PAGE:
This photo was taken from the rooftop terrace of the , a former palace for German merchants that dates back to 1228 A.D. and is now a luxury shopping center. (Until fairly recently, it was Venice's main post office.)
BELOW: A small boat passes the, a 15th Century palace that now houses the Casinò di Venezia or .
BELOW: Self-propelled barges and an Alilaguna airport boat cruise along the Grand Canal.
BELOW: Alilaguna Linea Arancio or Orange Line airport boats run from Venice Marco Polo International Airport to the Cannaregio Canal, then turn east and cruise along the Grand Canal almost to the Piazza San Marco. (The boats also operate in the reverse direction.)
Orange Line boats stop at five locations on two sides of the Canal Grande during their journey.
BELOW: Traghetti, which are large gondolas used as ferries, cross the Grand Canal at several points. As a visitor, you'll pay nearly three times the fare that residents do, but the experience and convenience may be worth it.
BELOW: This boat landing at(on the San Marco side of the Grand Canal) is labeled "Gondole," but it's primarily a traghetto pier.
BELOW: You can also hire a gondolier to row you on the Grand Canal. We think the side canals are cozier, but if you don't mind sharing a thoroughfare with water buses and commercial traffic, go for it.
BELOW: You can even bring your dog on a gondola ride. (No dog-paddling allowed.)
BELOW: There are 43 hotels and B&Bs on the Grand Canal between the Piazzale Roma and St. Mark's Basin.
The Hotel Santa Chiara is especially popular with our readers, thanks to its proximity to airport buses, the Venezia Santa Lucia railroad station, and the People Mover to the Marittima cruise basin and the Tronchetto parking garage.
In this photo of the Hotel Santa Chiara, an ACTV motoscafo water bus passes beneath the Ponte della Costituzione, more commonly known as the Ponte di Calatrava or "Calatrava Bridge." (The bridge, which opened in 2008, is only the fourth bridge ever constructed over the Grand Canal.)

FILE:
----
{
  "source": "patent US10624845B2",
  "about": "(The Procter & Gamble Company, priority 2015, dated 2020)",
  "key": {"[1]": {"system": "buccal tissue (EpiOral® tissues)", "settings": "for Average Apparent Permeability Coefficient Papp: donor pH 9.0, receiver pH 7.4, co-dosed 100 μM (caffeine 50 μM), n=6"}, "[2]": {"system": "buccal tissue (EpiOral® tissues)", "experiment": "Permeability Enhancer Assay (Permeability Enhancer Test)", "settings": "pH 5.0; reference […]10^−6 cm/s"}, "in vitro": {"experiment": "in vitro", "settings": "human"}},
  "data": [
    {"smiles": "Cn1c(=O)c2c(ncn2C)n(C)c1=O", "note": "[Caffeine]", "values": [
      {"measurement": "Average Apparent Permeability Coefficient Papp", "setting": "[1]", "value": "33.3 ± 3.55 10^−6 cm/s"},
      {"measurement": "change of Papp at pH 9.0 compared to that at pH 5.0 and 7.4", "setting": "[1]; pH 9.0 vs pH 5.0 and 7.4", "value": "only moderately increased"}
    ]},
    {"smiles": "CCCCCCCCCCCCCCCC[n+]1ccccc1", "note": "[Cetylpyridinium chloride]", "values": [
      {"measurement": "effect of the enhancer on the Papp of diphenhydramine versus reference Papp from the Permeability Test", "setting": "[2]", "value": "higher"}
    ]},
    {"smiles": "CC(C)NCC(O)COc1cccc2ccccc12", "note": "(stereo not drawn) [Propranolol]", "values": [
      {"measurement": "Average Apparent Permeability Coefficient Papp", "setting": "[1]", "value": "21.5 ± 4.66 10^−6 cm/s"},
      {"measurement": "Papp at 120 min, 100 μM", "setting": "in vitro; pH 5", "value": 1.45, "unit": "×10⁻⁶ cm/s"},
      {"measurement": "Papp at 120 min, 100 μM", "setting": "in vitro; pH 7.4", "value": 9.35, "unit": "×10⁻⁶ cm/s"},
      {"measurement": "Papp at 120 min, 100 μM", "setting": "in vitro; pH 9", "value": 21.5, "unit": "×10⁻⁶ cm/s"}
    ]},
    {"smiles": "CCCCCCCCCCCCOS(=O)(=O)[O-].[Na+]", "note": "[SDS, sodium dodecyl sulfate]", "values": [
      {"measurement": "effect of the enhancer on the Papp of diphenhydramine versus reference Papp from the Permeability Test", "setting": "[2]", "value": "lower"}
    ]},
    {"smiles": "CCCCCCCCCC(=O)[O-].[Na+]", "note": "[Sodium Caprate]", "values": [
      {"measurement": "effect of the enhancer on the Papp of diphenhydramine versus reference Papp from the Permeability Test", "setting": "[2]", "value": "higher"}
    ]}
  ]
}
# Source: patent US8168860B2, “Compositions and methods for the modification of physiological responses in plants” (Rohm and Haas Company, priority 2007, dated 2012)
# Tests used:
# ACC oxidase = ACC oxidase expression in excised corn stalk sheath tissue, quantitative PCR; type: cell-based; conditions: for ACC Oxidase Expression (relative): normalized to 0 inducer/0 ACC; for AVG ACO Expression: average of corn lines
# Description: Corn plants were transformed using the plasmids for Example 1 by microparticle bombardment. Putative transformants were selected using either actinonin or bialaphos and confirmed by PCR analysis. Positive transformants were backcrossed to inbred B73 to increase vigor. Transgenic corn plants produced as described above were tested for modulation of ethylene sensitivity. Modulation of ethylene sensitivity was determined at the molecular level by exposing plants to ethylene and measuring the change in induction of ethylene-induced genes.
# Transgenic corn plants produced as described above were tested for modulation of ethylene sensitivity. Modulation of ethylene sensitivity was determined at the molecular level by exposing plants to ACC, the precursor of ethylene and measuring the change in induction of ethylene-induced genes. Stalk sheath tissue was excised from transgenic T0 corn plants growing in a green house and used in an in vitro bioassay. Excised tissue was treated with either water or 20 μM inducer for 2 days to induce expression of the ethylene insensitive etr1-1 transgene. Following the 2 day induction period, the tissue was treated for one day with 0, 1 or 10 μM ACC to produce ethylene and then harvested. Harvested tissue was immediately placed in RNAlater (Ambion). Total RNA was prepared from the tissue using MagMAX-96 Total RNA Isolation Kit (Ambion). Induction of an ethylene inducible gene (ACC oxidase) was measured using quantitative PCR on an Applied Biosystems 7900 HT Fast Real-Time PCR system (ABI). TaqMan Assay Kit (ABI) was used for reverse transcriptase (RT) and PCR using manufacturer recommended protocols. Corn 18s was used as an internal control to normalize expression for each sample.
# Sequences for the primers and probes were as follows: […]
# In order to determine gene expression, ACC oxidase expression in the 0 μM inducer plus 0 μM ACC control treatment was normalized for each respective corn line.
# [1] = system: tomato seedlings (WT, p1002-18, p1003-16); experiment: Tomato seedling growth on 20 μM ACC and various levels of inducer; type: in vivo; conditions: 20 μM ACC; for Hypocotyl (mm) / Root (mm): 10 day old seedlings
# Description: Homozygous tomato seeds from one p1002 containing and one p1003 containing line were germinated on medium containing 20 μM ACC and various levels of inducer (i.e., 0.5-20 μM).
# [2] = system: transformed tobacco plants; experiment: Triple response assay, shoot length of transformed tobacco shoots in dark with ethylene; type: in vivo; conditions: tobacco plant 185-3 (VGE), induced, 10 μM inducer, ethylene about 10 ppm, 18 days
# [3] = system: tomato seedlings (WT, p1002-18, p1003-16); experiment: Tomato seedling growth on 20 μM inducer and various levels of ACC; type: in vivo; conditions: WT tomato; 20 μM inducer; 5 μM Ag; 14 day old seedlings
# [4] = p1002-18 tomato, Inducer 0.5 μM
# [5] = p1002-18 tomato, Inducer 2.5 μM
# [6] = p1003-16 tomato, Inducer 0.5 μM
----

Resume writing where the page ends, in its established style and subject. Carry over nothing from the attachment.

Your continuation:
BELOW: As you might expect, many--but not all--of the hotels along the Grand Canal are luxury properties such as the Palazzo Giovanelli e Gran Canal (top) and the Hotel Bauer and Il Palazzo (bottom). The latter is near the end of the Grand Canal where it feeds into St. Mark's Basin.
BELOW: A handful of hotels on the Grand Canal, such as the Palazzo Stern and the San Cassiano Ca' Favretto (shown here) have decks next to the canal where you can sit or eat breakfast in good weather.
The Canale della Giudecca is a broad stretch of water that separates the island of La Giudecca (often abbreviated to "Giudecca") from central Venice. It has a depth of 12 to 17 meters, or 39 to 56 feet. The canal is a major shipping channel with reinforced seawalls to prevent erosion from ships' wakes.
Although it doesn't carry as much traffic as the Grand Canal does, the Giudecca Canal is usually busy (especially during the day) with ACTV and Alilaguna water buses, tourist boats, water taxis, delivery barges, ferries, ambulances, police boats, private speedboats, and the occasional cruise ship, Financial Police vessel, or Coast Guard cutter.